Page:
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Pitcher plant conservation

Although listed under Appendix II on the Convention on International Trade in Endangered Species (CITES) which limits the international export of this species (3), trade is very difficult to regulate. There is no requirement for internationally traded Nepenthes to be identified down to species level and plants simply labelled as Nepenthes accounted for 94 percent of all exported Nepenthes plants between 1988 and 1993. This needs to be remedied and urgent attention is required to close other trade loopholes (6). Nepenthes bongso tends to occur in remote or protected locations resulting in less collecting than some other Nepenthes species and is relatively easily cultivated helping to reduce the impact on wild populations (2).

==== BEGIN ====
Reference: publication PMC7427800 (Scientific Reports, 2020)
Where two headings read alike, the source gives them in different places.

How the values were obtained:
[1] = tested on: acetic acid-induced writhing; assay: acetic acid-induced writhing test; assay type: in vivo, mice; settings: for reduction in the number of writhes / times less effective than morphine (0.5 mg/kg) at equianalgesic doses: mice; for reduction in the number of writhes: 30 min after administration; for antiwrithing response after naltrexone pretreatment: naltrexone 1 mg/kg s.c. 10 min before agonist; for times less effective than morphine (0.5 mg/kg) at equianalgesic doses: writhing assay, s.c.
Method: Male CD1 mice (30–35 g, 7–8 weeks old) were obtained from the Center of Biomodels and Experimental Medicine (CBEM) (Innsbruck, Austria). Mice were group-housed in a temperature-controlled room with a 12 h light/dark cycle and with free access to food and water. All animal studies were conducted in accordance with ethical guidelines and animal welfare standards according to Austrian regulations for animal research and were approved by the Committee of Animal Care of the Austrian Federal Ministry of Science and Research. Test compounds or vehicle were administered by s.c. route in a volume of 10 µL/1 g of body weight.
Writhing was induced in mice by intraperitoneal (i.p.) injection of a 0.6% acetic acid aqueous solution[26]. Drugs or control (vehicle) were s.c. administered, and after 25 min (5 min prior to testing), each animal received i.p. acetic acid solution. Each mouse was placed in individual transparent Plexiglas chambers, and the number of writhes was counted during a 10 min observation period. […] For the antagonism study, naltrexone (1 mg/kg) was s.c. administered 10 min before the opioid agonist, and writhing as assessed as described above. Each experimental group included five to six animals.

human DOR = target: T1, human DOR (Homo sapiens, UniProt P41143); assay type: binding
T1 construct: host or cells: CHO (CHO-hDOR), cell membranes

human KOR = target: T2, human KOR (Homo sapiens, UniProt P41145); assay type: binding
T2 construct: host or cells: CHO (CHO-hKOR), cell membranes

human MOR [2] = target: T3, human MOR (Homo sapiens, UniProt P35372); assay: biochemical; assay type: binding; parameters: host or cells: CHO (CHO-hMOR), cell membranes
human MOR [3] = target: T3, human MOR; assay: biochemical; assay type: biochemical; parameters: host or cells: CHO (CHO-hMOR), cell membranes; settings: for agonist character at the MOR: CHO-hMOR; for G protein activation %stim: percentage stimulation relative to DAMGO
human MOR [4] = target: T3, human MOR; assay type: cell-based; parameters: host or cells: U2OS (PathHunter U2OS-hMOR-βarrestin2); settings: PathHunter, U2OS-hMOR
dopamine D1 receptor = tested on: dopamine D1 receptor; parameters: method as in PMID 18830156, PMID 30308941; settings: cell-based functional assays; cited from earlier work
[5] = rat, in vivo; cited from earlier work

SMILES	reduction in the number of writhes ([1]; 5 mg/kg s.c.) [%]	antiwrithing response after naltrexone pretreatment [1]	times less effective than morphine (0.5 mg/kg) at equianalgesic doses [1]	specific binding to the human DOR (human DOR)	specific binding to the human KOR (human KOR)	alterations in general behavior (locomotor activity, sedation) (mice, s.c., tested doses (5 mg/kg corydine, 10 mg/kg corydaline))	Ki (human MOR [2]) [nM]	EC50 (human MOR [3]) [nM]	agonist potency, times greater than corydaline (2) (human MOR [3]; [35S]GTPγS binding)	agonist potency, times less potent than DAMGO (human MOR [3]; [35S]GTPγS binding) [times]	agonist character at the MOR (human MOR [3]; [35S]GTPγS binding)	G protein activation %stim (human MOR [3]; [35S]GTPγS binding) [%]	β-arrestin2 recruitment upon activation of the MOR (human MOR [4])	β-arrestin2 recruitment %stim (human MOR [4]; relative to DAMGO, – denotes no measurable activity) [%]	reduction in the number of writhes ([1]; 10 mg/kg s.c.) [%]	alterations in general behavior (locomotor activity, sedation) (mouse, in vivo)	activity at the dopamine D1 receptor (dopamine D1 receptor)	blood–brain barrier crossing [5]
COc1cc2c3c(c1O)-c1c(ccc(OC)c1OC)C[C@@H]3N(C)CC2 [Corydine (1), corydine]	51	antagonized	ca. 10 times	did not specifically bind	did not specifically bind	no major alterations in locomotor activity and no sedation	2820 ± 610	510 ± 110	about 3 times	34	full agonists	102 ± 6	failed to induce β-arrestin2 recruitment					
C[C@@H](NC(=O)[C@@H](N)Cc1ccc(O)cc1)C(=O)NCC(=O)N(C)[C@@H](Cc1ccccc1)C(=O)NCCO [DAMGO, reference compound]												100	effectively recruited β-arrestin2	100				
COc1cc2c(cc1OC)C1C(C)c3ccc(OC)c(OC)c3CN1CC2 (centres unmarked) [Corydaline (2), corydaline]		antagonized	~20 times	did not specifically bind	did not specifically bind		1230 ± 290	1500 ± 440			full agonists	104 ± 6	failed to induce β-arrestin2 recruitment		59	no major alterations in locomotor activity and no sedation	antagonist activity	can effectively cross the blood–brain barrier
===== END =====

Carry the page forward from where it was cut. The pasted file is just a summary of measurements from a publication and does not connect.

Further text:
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Find out more

For more information on Nepenthes species see:

  • Clarke, C. (2001) Nepenthes of Sumatra and Peninsular Malaysia. Natural History Publications, Kota Kinabalu, Malaysia.

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Authentication

This information is awaiting authentication by a species expert, and will be updated as soon as possible. If you are able to help please contact: arkive@wildscreen.org.uk
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Glossary

Carnivore
Flesh-eating.
Endemic
A species or taxonomic group that is only found in one particular country or geographic area.
Enzymes
Proteins that trigger, or accelerate, activity in the cells of the body, for example, breaking down foods during digestion, and building new proteins..
Epiphyte
A plant that uses another plant, typically a tree, for its physical support, but which does not draw nourishment from it.
Fertilisation
In a flowering plant, fertilisation is the process of a pollen grain joining with the ovule (female egg cell). After fertilisation, the female parts of the flower develop into a fruit.
Inflorescence
The shoot of a plant which bear a group or cluster of flowers.
Invertebrates
Animals with no backbone.
Larvae